Eerie and Glorious Fake Cities Left Empty in China

Eerie and Glorious Fake Cities Left Empty in China

“Entire townships and villages appear to have been airlifted from their historical and geographical foundations in England, France, Greece, the United States, and Canada and spot-welded to the margins of Chinese cities,” according to Bianca Bosker, author of Original Copies: Architectural Mimicry in Contemporary China.

Tianducheng:  A Fake Parisian Wonder

Originally conceived as an homage to Paris and including a 108 metre tall replica of the Eiffel Tower, Tianducheng was intended to be a luxurious paradise for Francophiles. No expense was spared in reproducing landscaping, sculptures and architecture in immensely realistic detail. The entire fake city was designed and developed to house more than 10,000 people. Although like a Gothic Horror, something is really amiss in this place, it’s eerie, abandoned and slightly creepy in a way. That’s because only a fraction of people live here, less than 2,000 people, leaving the vast majority of this splendid architecture in battered ruins and increasing decay. The strange and smoggy, unmistakably Chinese skyline and the sense of hopeless pervades the place. For a very vivid decription of a visit to Tianducheng have a look at Nomadosaurus.

Here is Tianducheng in all of its forgotten glory

Gosh by Jamie XX: Epic video clip in Tianducheng

And here is the majestic, mind-blowing videoclip for Jamie XX’s Gosh, taken from the album In Colour. The clip was shot with 400 real actors and no CGI or special effects involved. Although the result is a eerie, otherworldly and post-apocalyptic story that we can only guess at.


Thames Town: Coronation St in the upsidedown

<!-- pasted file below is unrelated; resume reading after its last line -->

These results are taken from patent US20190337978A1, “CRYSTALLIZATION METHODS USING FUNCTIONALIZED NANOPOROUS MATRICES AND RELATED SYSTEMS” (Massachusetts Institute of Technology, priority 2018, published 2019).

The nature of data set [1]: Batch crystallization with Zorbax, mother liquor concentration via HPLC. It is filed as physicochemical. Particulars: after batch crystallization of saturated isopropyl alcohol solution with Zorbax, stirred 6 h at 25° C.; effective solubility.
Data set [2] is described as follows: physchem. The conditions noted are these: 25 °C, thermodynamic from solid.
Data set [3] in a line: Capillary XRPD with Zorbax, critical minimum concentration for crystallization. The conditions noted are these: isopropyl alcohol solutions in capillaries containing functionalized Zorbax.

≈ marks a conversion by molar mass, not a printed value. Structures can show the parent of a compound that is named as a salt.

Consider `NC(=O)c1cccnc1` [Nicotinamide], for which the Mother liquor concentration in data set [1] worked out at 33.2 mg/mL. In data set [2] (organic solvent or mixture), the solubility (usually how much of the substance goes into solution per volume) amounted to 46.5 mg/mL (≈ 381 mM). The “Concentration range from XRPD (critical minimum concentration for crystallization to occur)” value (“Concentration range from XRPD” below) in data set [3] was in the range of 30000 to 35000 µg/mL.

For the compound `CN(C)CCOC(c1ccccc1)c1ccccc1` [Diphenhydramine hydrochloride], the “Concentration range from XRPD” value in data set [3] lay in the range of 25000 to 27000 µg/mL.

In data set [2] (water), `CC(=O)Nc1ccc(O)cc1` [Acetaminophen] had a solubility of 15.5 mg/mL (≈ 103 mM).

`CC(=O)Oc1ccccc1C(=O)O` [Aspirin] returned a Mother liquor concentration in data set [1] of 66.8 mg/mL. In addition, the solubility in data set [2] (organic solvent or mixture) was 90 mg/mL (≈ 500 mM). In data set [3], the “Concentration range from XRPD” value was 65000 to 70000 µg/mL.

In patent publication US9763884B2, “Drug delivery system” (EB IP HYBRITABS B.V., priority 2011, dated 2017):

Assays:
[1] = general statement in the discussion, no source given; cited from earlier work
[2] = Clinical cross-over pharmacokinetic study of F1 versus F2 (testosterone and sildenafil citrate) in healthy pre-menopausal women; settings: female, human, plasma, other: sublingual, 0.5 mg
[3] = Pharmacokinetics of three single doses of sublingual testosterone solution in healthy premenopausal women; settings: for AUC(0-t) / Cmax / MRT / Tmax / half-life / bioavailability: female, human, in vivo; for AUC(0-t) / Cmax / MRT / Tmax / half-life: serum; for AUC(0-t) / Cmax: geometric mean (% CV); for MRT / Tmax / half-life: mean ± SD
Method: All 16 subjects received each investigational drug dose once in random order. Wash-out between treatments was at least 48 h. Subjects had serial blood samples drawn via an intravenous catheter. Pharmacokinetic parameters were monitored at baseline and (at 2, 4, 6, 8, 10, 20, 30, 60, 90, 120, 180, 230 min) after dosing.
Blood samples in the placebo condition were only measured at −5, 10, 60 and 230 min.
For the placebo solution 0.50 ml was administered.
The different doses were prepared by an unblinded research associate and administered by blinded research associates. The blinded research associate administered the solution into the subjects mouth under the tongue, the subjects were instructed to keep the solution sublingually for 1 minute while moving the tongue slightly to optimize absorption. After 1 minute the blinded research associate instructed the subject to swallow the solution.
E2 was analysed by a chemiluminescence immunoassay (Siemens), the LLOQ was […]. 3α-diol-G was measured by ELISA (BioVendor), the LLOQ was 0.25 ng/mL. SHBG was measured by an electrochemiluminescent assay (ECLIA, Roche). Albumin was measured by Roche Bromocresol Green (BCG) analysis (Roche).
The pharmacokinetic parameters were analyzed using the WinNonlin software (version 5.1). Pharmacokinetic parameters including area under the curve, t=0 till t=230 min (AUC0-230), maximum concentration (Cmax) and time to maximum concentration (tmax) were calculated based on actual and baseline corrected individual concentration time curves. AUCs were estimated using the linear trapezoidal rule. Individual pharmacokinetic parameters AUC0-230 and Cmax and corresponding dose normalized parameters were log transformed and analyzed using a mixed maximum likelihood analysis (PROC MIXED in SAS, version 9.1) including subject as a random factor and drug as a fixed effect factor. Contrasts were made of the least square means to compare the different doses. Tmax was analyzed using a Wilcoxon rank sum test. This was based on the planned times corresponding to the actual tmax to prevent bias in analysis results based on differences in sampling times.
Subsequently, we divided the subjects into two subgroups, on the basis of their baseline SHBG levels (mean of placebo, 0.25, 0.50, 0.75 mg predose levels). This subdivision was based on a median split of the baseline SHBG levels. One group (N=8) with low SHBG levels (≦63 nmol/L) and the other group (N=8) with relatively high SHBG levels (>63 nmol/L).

Thames Town is situated about 30 km from Shanghai and is modelled on aspects of English market towns and their architecture and landscaping.

It’s namesake comes from the River Thames and the 1 km square town features cobbled streets, English style gardens, Victorian terraces, corner shops and English market squares.  Direct knock-offs of English heritage buildings can be found here, including the Christ Church of Clifton Down in Bristol, along with a pub and fish and chip shop copied from buildings in Lyme RegisDorset. The town is a popular backdrop for wedding photography. On a sunny day hundreds of couples dressed in their wedding garb go and pose by the pretty riverside. 

An almost too perfect rendition of an English market town in Shanghai
An almost too perfect rendition of an English market town in Shanghai

The developers of this part of Shanghai, known as the Songjiang New City intended Thames Town to be an attractive option for accomodation for staff and students at the nearby Songjiang University Town. Thames Town was part of a wider move to create nine unique and characterful towns with quirky architectural themes:  ScandinavianItalianSpanishCanadianDutch and German

Costing 5 billion yuan to construct and spanning across 1 square kilometre, the project was completed in 2006.

Although afterward, the properties were bought up as investments and second houses. Soon the real estate prices soared, putting the prices far out of reach of average Chinese students, for whom Thames Town was originally intended. Sadly, because not many people live there, the shops in the town didn’t survive long either. This leads to a profoundly eerie feeling in the town. As shown in this video, a sublime example of abandoned porn and an irresistible piece of click bait.



Published by Content Catnip

Content Catnip is a quirky internet wunderkammer written by an Intergalactic Space Māori named Content Catnip. Join me as I meander through the quirky and curious aspects of history, indigenous spirituality, the natural world, animals, art, storytelling, books, philosophy, travel, Māori culture and loads more.

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